Total debt is sufficiently covered by annual operating cash flows (55,434.4%, greater than 20% of the total debt). Interest on the debt is well covered by earnings (EBIT is 40.5X coverage).
The share price is sitting near its lowest in 10 years. SBM stock plummeted 62% during the previous 12 months and 96% since its peak in November 2010. It was trading at just 11 cents and recorded a market value of $54 million.
SBM became the second best-performing stock in the ASX index last 2015. Shares gained a staggering 1,157%. Trading price hovered at $1.32. The price is down from its 52-week high of $1.47, while the company added $600 million to its market value.
Image source: IRESS
3. Dacian Gold (OTC:DCCNF) (ASX: DCN):
DCN owns 100% of the Mt. Morgans Gold Project, which is expected to come into production in 2018.
Gold production is critical to the company’s negative free cash flow yield of -14%. DCN has $90 million cash in banks with negative cash flows from operations of -$16.6 million. It only shows that the company is “burning” cash to run its operations, since it is spending more working capital funds than it makes.
Share price catalysts would drive back the free cash flow yield to a positive print and the contributing factors would be:
Successful gold production plans of an economic nature.
Delivery of the Mount Morgan project.
Australian dollar that can influence returns on marginal ounces targeted in the mine plan.
However, DCN is still exposed to prevailing risks which include:
Delays in project delivery.
Lower Australian dollar gold price.
Project cost overruns.
Other financial related factors that will support the FCF yield turnaround are:
Based on consensus analyst expectations, DCN’s earnings are expected to jump at over 20% annually.
Revenues are expected to increase significantly at more than 20% annually as well.
Total debt, however, is not well covered by annual operating cash flows (-1,094.5% which is less than 20% of the total debt). Despite this, interest on the total debt is amply covered by earnings with EBIT is 56,383.2X coverage.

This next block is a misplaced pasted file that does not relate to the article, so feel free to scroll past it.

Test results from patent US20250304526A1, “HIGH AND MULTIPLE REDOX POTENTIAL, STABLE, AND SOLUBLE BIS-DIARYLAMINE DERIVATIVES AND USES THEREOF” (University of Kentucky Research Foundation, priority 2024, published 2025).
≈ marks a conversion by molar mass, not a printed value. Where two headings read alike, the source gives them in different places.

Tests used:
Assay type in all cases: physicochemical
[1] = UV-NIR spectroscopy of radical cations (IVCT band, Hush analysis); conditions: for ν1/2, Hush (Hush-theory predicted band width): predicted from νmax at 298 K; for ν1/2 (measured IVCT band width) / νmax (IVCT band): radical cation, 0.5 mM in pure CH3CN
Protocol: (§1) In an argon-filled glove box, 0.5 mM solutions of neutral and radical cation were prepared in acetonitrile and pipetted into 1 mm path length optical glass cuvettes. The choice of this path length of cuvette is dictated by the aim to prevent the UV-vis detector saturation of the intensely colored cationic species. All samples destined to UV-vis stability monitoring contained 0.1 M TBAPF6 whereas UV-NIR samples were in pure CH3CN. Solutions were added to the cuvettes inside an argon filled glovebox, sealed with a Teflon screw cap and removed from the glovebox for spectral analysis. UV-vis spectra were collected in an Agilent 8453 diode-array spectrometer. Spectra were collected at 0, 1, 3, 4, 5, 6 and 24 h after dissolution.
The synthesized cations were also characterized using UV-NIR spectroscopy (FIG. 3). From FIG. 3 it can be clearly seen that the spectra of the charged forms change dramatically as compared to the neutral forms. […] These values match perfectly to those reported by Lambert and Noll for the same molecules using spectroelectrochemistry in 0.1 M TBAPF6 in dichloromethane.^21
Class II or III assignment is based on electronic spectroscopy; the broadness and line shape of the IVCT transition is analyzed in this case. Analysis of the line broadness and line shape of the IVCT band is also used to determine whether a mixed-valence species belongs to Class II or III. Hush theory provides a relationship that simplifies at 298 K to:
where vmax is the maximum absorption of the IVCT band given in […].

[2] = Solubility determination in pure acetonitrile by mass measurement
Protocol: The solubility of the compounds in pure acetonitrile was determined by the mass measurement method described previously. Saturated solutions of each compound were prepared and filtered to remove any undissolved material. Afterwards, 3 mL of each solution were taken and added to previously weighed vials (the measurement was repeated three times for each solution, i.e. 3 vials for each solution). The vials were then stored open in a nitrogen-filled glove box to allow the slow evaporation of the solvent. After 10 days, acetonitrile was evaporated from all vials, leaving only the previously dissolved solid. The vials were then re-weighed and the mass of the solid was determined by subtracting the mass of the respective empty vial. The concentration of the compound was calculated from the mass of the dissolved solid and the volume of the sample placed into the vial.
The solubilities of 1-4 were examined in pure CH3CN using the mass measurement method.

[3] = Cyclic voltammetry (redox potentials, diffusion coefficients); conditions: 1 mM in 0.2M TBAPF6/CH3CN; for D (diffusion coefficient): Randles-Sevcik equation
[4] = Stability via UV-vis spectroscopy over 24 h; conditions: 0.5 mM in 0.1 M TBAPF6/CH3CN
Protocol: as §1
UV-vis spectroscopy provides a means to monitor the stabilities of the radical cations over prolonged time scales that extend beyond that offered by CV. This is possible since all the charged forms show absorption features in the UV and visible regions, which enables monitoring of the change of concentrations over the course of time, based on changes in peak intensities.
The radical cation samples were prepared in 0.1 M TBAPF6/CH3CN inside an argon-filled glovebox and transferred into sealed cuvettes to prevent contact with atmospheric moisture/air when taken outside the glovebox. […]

Creditors may be less hesitant to lend out more funding as DCN’s high interest coverage is seen as sound and safe.
Image source: Deutsche Bank
Free cash flow yields generated by the companies indicate they could improve the operating efficiency of these companies in order to meet the demands for repayments and capital spending.
Though, it became visible that these companies are still able to pay all of their upcoming debt from the current or short-term assets.
The contributing factor of gold prices in this analysis remains sustained by the market’s persistent tug-of-war between the US Fed’s rate path guidance, inflation and general market expectations.
Disclosure: I/we have no positions in any stocks mentioned, and no plans to initiate any positions within the next 72 hours. I wrote this article myself, and it expresses my own opinions. I am not receiving compensation for it (other than from Seeking Alpha). I have no business relationship with any company whose stock is mentioned in this article.
Additional disclosure: This article was written by Hans Centena, our business journalist. Gold News is not a registered investment advisor or broker/dealer. Readers are advised that the material contained herein should be used solely for informational purposes. Investing involves risk, including the loss of principal. Readers are solely responsible for their own investment decisions.
Editor's Note: This article discusses one or more securities that do not trade on a major U.S. exchange. Please be aware of the risks associated with these stocks.